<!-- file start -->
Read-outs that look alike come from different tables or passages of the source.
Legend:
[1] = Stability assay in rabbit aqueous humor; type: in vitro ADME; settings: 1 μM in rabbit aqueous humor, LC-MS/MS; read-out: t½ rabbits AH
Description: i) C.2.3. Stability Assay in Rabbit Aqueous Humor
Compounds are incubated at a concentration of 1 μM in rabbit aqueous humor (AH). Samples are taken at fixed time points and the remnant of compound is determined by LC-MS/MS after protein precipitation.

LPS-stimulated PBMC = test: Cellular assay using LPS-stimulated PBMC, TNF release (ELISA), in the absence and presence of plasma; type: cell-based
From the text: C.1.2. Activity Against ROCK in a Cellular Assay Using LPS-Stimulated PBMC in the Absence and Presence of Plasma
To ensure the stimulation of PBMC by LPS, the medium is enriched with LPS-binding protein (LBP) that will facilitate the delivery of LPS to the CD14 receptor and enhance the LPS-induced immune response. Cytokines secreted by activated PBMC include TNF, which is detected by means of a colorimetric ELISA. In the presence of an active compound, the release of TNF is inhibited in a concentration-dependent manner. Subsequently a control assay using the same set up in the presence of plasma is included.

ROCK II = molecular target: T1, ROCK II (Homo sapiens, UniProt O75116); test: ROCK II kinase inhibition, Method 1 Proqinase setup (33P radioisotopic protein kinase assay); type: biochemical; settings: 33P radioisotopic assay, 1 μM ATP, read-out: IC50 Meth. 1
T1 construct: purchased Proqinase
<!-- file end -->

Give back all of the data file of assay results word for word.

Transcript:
Read-outs that look alike come from different tables or passages of the source.
Legend:
[1] = Stability assay in rabbit aqueous humor; type: in vitro ADME; settings: 1 μM in rabbit aqueous humor, LC-MS/MS; read-out: t½ rabbits AH
Description: i) C.2.3. Stability Assay in Rabbit Aqueous Humor
Compounds are incubated at a concentration of 1 μM in rabbit aqueous humor (AH). Samples are taken at fixed time points and the remnant of compound is determined by LC-MS/MS after protein precipitation.

LPS-stimulated PBMC = test: Cellular assay using LPS-stimulated PBMC, TNF release (ELISA), in the absence and presence of plasma; type: cell-based
From the text: C.1.2. Activity Against ROCK in a Cellular Assay Using LPS-Stimulated PBMC in the Absence and Presence of Plasma
To ensure the stimulation of PBMC by LPS, the medium is enriched with LPS-binding protein (LBP) that will facilitate the delivery of LPS to the CD14 receptor and enhance the LPS-induced immune response. Cytokines secreted by activated PBMC include TNF, which is detected by means of a colorimetric ELISA. In the presence of an active compound, the release of TNF is inhibited in a concentration-dependent manner. Subsequently a control assay using the same set up in the presence of plasma is included.

ROCK II = molecular target: T1, ROCK II (Homo sapiens, UniProt O75116); test: ROCK II kinase inhibition, Method 1 Proqinase setup (33P radioisotopic protein kinase assay); type: biochemical; settings: 33P radioisotopic assay, 1 μM ATP, read-out: IC50 Meth. 1
T1 construct: purchased Proqinase